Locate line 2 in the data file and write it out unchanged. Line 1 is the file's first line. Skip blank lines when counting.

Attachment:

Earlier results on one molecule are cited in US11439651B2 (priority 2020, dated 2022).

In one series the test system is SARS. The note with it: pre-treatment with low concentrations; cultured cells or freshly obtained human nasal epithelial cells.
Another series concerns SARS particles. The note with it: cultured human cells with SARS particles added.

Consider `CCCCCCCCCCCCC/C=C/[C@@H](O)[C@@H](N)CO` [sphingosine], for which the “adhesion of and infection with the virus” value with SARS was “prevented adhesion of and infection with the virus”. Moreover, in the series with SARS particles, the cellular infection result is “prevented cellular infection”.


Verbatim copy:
In one series the test system is SARS. The note with it: pre-treatment with low concentrations; cultured cells or freshly obtained human nasal epithelial cells.